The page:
There is no evidence of any psychological therapy being offered – perhaps the Victorians did not think it would be effective if current thinking was that inebriety was a disease, a choice or a moral vice. Treatment was simply a combination of withdrawal, abstinence and religion. Patients were fed a ‘simple, unstimulating diet’; in some homes this was a vegetarian diet as meat was thought to fuel immoral desires including alcohol (Kerr, 1880 in Morrison, 2008). Salvation Army homes believed that “the practice of vegetarianism is a wonderful enemy to the practice of alcoholism. The vegetarian, it seems, conceives a bodily distaste to spirituous liquors” (Haggard, 1910). The approach didn’t change over the years. One former patient observed in 1926 “The method of treatment was the provision of rest of body and mind, good food, and general hygiene” (Ex-Patient, 1926). Daily life centred around prayers and piecework.
The ex-patient quoted above described the daily routine in her church-run inebriate home:
6am – Inmates to be called
7am – Chapel
8:20 am – Breakfast
9am – Matins
9:30 – Work: housework, needlework, laundry
1pm – Dinner
2pm – Work
5pm – Tea; then recreation and time for private work
7pm – Evensong, with a service on Fridays
8pm – Supper
9pm – Compline (Night Prayer); then lights out, silence until the following morning
None of the CETS homes had servants, all chores were undertaken by the patients. “Work” also included embroidery, producing fancy goods to be sold at sales of work to raise money. Work-room patients were occupied in fulfilling orders for “house, table, and personal linen of all sorts” (Thompson, 1913). Kitchen patients performed all the domestic duties of the home. Some of the large reformatories took in laundry (McLaughlin, 1989) and it is possible that Temple Lodge did too. There also seems to have been some in-house vocational rehabilitation; through chores, patients learned how to be servants and were often found positions in service when they left. Having achieved sobriety, some patients became staff.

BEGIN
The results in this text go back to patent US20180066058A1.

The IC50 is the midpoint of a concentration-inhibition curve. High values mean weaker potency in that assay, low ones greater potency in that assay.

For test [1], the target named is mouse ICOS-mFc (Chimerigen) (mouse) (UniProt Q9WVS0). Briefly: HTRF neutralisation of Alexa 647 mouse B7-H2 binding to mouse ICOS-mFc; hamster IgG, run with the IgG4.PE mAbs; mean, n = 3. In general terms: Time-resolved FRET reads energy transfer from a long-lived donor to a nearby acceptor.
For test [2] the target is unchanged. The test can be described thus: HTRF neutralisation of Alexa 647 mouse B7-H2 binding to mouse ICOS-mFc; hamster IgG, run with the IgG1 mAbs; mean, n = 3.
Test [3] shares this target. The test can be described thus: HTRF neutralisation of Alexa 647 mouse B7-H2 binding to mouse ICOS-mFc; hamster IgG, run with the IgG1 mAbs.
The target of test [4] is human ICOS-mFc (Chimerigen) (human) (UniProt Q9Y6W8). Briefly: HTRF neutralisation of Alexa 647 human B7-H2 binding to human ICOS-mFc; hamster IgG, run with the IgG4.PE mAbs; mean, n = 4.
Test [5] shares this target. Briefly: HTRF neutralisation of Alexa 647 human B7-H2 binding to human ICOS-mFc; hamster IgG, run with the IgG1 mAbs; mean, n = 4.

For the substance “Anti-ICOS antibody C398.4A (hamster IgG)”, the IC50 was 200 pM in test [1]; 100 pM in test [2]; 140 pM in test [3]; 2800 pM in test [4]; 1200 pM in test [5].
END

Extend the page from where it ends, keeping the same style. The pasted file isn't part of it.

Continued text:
A survey published in the BMJ of women discharged from Farmfield Inebriate Reformatory found that out of the first 600 cases committed to Farmfield 19 per cent were doing well, 27 per cent did well for a considerable period, 45.5 per cent relapsed and the remainder could not be traced, or were living unsatisfactory lives (British Medical Journal, 1911).
Ex-Patient (1926) British Journal of Inebriety, July 1926
British Medical Journal, 22 April 1911 “The Treatment of Inebriates”, p.962
Inspector of Retreats (for Habitual Drunkards), (1881) HCPP, First Annual Report, 1881 , XXIII, p. 503
McLaughlin, Patrick M (1989) Responding to Drunkenness in Scottish Society: A Socio-Historical Study of Responses to Alcohol Problems
Morrison, Bronwyn (2008) ‘Controlling the “Hopeless”: Re-visioning the History of Female Inebriate Institutions, c.1870–1920’, in Helen Johnston (ed.), Punishment and Control in Historical Perspective (Basingstoke, 2008)
Thompson, Gerald A (1913) The Church of England Temperance Society’s Homed for Inebriates, The British Journal of Inebriety, 1913